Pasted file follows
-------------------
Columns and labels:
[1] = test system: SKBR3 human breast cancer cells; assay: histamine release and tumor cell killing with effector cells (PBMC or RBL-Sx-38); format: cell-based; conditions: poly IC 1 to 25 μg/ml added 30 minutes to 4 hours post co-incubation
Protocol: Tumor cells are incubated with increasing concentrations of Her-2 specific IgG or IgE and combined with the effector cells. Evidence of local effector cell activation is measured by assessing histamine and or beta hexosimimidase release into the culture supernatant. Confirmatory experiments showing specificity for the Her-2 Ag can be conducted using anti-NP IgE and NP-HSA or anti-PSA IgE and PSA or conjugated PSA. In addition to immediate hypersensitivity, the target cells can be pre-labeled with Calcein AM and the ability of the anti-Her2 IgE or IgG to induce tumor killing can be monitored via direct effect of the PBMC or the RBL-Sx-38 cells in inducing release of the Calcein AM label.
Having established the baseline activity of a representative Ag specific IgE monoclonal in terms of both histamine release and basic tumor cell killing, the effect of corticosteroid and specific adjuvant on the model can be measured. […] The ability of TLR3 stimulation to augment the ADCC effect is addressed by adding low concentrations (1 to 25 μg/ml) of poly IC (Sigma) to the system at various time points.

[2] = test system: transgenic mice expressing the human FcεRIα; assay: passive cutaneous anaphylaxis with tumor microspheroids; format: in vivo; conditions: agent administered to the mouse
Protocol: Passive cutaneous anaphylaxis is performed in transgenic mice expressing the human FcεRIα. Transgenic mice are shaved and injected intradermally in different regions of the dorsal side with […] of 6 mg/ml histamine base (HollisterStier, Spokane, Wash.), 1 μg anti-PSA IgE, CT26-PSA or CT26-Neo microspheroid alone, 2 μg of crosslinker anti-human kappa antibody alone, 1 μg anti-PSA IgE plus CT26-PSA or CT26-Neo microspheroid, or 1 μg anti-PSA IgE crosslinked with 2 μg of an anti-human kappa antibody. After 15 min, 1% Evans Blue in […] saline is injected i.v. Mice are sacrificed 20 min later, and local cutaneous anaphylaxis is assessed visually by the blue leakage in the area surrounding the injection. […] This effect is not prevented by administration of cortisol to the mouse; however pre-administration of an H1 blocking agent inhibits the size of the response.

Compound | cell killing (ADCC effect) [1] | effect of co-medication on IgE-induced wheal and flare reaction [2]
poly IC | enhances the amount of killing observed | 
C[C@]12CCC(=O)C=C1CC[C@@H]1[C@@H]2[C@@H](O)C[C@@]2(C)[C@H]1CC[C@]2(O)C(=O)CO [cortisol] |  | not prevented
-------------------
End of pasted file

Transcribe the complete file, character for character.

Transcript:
Columns and labels:
[1] = test system: SKBR3 human breast cancer cells; assay: histamine release and tumor cell killing with effector cells (PBMC or RBL-Sx-38); format: cell-based; conditions: poly IC 1 to 25 μg/ml added 30 minutes to 4 hours post co-incubation
Protocol: Tumor cells are incubated with increasing concentrations of Her-2 specific IgG or IgE and combined with the effector cells. Evidence of local effector cell activation is measured by assessing histamine and or beta hexosimimidase release into the culture supernatant. Confirmatory experiments showing specificity for the Her-2 Ag can be conducted using anti-NP IgE and NP-HSA or anti-PSA IgE and PSA or conjugated PSA. In addition to immediate hypersensitivity, the target cells can be pre-labeled with Calcein AM and the ability of the anti-Her2 IgE or IgG to induce tumor killing can be monitored via direct effect of the PBMC or the RBL-Sx-38 cells in inducing release of the Calcein AM label.
Having established the baseline activity of a representative Ag specific IgE monoclonal in terms of both histamine release and basic tumor cell killing, the effect of corticosteroid and specific adjuvant on the model can be measured. […] The ability of TLR3 stimulation to augment the ADCC effect is addressed by adding low concentrations (1 to 25 μg/ml) of poly IC (Sigma) to the system at various time points.

[2] = test system: transgenic mice expressing the human FcεRIα; assay: passive cutaneous anaphylaxis with tumor microspheroids; format: in vivo; conditions: agent administered to the mouse
Protocol: Passive cutaneous anaphylaxis is performed in transgenic mice expressing the human FcεRIα. Transgenic mice are shaved and injected intradermally in different regions of the dorsal side with […] of 6 mg/ml histamine base (HollisterStier, Spokane, Wash.), 1 μg anti-PSA IgE, CT26-PSA or CT26-Neo microspheroid alone, 2 μg of crosslinker anti-human kappa antibody alone, 1 μg anti-PSA IgE plus CT26-PSA or CT26-Neo microspheroid, or 1 μg anti-PSA IgE crosslinked with 2 μg of an anti-human kappa antibody. After 15 min, 1% Evans Blue in […] saline is injected i.v. Mice are sacrificed 20 min later, and local cutaneous anaphylaxis is assessed visually by the blue leakage in the area surrounding the injection. […] This effect is not prevented by administration of cortisol to the mouse; however pre-administration of an H1 blocking agent inhibits the size of the response.

Compound | cell killing (ADCC effect) [1] | effect of co-medication on IgE-induced wheal and flare reaction [2]
poly IC | enhances the amount of killing observed | 
C[C@]12CCC(=O)C=C1CC[C@@H]1[C@@H]2[C@@H](O)C[C@@]2(C)[C@H]1CC[C@]2(O)C(=O)CO [cortisol] |  | not prevented